Editorial Note

On November 16 Prime Minister Nahas delivered the traditional “speech from the throne” that normally accompanied the opening of a new session of Parliament. With King Farouk observing the proceedings, Nahas vehemently demanded the total and immediate evacuation of Egypt by British forces and the unity of Egypt and the Sudan under the Egyptian crown. He also declared that the 1936 treaty was no longer a suitable basis for Anglo-Egyptian relations and claimed that his government would not hesitate to declare it void. While the Prime Minister spoke, widespread rioting occurred in the streets of Cairo to protest British policies in Egypt.

Bevin responded to this speech in a statement before the House of Commons on November 20. Although his comments were conciliatory in nature, Bevin declared that the treaty could only be revised or annulled by mutual consent of both countries. Once again, Egyptian students held massive demonstrations in Cairo, Alexandria, and Port Said to protest the British refusal to evacuate their country. Documents concerning these speeches and the ensuing demonstrations can be found in Department of State files 774.00 and 641.74.

In light of these events, the British Labor government, under severe pressure from both the opposition and its own members, announced [Page 325] on November 22 that the shipment of sixteen Centurion tanks would be postponed until Bevin completed his pending discussions with Mohamed Salaheddin, Egypt’s Foreign Minister. The British Ambassador in Cairo strongly protested this decision and pointed out that “one of the most frequent Egyptian charges against Britain was that of bad faith and that in this case the charge would seem justified.” He informed the Foreign Office that he deplored the use of “political expediency at this delicate stage Anglo-Egyptian negotiations.” (Telegram 519 from Cairo, November 24; 641.74/11–2450)

As preparations were being made for the Bevin-Salaheddin negotiations in early December, the question of the future of the Sudan became a matter of urgency. Most political factions in the Sudan had carefully followed Anglo-Egyptian negotiations concerning evacuation but were generally disappointed that the question of the Sudan played such a minor role in the bilateral conversations. (Despatch 361 from Cairo, August 15; 745W.00/8–1550) On December 15 the Sudan Legislative Assembly passed a resolution requesting that the Sudan be granted self-government by the end of 1951. The Umma Party, which led the pro-independence forces, introduced the resolution because they feared that the current Anglo-Egyptian talks in London might result in the British making concessions to Egypt’s position of “unity of the Nile Valley”. In Caffery’s opinion, the resolution was “primarily a defensive anti-Egyptian reaction rather than a positive step.” (Despatch 1431 from Cairo, December 18; 745W.02/12–1850, and telegram 625 from Cairo, December 15; 745W.02/12–1550)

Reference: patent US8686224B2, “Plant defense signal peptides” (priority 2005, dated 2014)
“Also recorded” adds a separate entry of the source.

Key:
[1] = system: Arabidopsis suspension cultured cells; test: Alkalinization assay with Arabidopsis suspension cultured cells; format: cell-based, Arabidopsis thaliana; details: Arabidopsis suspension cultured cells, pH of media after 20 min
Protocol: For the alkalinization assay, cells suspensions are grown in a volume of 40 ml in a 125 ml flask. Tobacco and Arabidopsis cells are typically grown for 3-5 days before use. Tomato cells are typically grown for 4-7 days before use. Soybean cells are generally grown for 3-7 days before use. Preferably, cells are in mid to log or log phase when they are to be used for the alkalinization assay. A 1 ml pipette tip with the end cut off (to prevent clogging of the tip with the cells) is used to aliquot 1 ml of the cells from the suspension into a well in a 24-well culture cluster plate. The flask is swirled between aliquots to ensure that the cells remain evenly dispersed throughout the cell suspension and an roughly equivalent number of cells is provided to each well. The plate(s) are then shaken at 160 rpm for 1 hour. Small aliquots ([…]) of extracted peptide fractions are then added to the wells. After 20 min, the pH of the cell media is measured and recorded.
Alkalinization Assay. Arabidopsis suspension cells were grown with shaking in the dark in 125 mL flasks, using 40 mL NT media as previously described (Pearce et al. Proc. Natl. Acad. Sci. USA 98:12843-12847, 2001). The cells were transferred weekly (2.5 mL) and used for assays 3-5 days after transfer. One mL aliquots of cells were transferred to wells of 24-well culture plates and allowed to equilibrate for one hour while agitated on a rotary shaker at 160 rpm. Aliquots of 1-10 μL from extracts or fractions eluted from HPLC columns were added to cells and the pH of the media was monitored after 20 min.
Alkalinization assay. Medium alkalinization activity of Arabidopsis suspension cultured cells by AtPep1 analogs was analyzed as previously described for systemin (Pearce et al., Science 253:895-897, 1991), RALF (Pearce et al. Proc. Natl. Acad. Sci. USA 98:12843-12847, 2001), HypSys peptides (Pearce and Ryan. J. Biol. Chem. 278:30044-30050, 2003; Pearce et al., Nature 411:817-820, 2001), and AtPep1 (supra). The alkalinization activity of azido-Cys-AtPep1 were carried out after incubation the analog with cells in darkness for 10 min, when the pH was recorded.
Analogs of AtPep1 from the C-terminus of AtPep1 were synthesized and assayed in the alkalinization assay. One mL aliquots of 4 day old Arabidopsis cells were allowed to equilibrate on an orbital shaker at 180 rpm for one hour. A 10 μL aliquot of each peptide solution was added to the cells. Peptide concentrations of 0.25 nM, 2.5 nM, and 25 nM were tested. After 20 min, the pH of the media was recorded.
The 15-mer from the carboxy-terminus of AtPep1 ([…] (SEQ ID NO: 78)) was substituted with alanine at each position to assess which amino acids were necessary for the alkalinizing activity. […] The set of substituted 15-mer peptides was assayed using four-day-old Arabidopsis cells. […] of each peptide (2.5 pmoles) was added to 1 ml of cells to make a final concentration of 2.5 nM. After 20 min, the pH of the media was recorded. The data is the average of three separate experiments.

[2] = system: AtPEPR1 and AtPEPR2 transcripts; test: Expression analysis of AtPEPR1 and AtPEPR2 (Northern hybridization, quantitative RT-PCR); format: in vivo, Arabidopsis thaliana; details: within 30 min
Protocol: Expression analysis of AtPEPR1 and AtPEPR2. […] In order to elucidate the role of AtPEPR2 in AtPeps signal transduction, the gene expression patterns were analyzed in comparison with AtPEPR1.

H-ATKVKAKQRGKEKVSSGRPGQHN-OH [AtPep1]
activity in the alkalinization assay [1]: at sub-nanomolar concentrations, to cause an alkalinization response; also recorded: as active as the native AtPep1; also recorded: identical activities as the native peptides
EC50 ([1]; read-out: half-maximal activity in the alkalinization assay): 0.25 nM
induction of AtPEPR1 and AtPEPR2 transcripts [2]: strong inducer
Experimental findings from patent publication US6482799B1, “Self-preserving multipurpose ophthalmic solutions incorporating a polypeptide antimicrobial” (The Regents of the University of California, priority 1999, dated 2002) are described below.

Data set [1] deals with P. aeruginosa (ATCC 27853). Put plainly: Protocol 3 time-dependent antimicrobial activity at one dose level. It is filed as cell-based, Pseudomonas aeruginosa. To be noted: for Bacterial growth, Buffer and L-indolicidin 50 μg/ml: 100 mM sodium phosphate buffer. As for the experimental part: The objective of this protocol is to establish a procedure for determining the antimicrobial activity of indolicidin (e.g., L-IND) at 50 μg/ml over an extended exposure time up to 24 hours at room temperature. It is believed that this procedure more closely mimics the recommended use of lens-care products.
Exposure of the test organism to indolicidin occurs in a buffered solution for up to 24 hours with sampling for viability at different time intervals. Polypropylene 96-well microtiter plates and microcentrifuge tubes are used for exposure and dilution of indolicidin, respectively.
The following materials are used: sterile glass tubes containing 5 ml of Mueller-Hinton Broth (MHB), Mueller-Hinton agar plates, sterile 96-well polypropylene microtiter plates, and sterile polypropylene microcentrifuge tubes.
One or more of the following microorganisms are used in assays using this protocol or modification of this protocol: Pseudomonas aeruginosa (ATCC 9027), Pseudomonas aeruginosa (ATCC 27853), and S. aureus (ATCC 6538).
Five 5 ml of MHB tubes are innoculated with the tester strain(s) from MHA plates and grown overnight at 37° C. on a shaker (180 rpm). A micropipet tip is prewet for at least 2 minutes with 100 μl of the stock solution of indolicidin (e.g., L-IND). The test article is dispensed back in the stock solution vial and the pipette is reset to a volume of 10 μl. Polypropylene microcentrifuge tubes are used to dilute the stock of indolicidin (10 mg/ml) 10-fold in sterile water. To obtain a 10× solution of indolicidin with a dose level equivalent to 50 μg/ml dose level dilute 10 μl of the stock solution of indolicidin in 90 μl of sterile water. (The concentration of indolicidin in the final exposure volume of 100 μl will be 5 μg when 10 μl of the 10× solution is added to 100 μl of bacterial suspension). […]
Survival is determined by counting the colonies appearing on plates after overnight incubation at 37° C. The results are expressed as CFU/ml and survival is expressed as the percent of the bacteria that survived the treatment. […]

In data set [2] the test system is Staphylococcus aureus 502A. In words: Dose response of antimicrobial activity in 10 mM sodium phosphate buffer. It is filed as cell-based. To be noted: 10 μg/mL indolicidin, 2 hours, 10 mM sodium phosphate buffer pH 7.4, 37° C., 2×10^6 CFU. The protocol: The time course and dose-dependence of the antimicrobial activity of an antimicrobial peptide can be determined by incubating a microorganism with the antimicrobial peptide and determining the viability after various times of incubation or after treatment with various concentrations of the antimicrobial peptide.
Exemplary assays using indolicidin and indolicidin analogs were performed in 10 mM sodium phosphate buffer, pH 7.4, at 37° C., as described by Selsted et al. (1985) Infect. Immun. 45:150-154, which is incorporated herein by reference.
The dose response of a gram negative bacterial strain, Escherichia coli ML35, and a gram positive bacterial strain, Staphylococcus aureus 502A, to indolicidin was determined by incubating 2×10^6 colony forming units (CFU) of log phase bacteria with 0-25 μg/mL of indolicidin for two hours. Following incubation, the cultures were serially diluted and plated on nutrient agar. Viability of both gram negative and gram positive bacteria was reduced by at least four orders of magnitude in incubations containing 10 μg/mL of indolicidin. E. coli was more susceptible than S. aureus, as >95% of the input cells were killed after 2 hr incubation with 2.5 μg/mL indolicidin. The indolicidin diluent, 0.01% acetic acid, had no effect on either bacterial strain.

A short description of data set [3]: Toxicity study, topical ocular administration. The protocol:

The pressure from the Sudan contributed to the tensions that surrounded the London talks that were held between December 4 and December 15. The discussions proved to be unproductive as both sides largely reiterated previous positions. Documents concerning the Bevin-Salaheddin talks were published by the British Foreign Office in British Cmd. 8419, Egypt No. 2 (1951): Anglo-Egyptian Conversations on the Defence of the Suez Canal and on the Sudan. December 1950–November 1951. In response, the Egyptian Ministry of Foreign Affairs published their documents relating to these negotiations, Records of Conversations, Notes and Papers exchanged between the Royal Egyptian Government and the United Kingdom Government (March 1950–November 1951), and attached a special Foreword which specifically refuted “the allegations and inaccuracies contained in the [British] White Paper.”